The Abus Steel-O-Flex 1025 for example, is probably the best armoured cable lock available today. But it weighs 4.3 lb (1.9 Kg), is really expensive and there are numerous reports of it being cut.

Some people recommend cable locks as a supplementary lock to secure your wheels or saddle. However there are much better ways to secure your wheels and saddle and I really wouldn’t recommend any cable locks in any circumstances.

In fact, we can find all the advantages of cable locks in other, much more secure locks. Admittedly not all at once, but at least these other locks will protect your bike!

To illustrate this I have selected three locks below that compete well with cable locks in terms of weight, length and price. The first is a great lightweight U-lock. The second is a lengthy, but not too heavy chain. And the third is a small, lightweight and super cheap U-lock.

Lightweight alternative to Cable Lock: Kryptonite Messenger Mini

The great thing about the Kryptonite Messenger Mini is that it’s small and very light, while still remaining reasonably secure.

Kryptonite Messenger Mini


Kryptonite Messenger Mini Summary
Overall Score:4-half-stars
Check Price:Check Amazon Price
Bar Thickness:11 mm
Weight:1.83 lb (0.83 kg)
Size (internal):3.75 x 6.5"” (9.5 x 16.5 cm)
Kryptonite Rating:7/10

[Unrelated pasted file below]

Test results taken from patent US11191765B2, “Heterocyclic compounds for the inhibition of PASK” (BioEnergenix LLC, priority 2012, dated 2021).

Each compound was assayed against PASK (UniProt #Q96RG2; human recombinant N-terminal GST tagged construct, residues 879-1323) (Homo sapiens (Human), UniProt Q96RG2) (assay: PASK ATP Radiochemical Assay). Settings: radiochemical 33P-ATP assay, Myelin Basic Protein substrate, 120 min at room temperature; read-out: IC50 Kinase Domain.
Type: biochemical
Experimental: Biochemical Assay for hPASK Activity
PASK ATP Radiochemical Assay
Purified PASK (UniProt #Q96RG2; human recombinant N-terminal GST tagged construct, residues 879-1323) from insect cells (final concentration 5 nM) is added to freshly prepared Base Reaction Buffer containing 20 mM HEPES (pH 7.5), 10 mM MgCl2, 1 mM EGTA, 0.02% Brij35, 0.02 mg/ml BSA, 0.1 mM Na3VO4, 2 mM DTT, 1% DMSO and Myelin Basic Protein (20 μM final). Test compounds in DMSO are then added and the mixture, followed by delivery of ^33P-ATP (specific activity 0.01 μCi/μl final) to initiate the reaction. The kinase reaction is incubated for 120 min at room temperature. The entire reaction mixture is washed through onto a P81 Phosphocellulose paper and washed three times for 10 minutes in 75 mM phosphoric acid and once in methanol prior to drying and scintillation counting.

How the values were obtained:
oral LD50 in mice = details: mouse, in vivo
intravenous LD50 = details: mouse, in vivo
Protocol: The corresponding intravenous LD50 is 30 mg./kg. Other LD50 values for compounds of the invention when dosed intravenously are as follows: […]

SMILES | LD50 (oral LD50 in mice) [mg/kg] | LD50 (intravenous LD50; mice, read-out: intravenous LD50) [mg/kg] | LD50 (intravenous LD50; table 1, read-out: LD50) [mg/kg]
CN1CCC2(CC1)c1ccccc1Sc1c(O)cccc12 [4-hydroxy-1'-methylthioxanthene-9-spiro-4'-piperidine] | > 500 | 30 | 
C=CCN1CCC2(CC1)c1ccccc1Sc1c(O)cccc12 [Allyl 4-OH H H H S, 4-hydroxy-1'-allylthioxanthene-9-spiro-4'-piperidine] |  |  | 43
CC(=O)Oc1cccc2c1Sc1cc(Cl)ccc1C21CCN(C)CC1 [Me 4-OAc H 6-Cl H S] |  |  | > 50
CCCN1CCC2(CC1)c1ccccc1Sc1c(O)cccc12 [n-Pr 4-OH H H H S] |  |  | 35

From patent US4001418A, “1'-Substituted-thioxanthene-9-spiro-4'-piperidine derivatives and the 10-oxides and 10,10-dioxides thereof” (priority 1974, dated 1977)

Although the shackle is just 11 mm thick, it’s made from a special “Max Performance” steel which makes it as strong as Kryptonites other 13 mm shackle U-locks.

And this thin shackle means it weighs just 1.83 lb (0.83 kg) which is about the same as two cans of coke.

While Sold Secure have not yet rated it, Kryptonite give it a 7/10 which is the same rating as it’s highly regarded (Sold Secure Silver) Evolution range of U-locks.

It’s not actually the lightest Sold Secure Silver standard U-lock available. The lightest is the Kryptonite Evolution LITE Mini-6, but the Messenger is slightly bigger making it a bit more practical.

So, if you’re a “Lower Risk” according to the table in Step 1, and attracted to cable locks because they’re so light, then maybe this mini U-lock could be the lock you’re looking for!

You can check out how it compares to other small, light U-locks here.

Practical alternative to Cable Lock: Abus Iven Chain

The Abus Iven Chain 8210 85 is the closest you can get to a cable lock in terms of form and function while still offering a reasonable level of security.

Abus Iven chain 8210 85

Abus Iven Chain 8210 85 Summary
Overall Score:3-half-stars
Check Price:Check Amazon Price
Chain thickness:8 mm
Weight:4.26 lb (1.934 kg)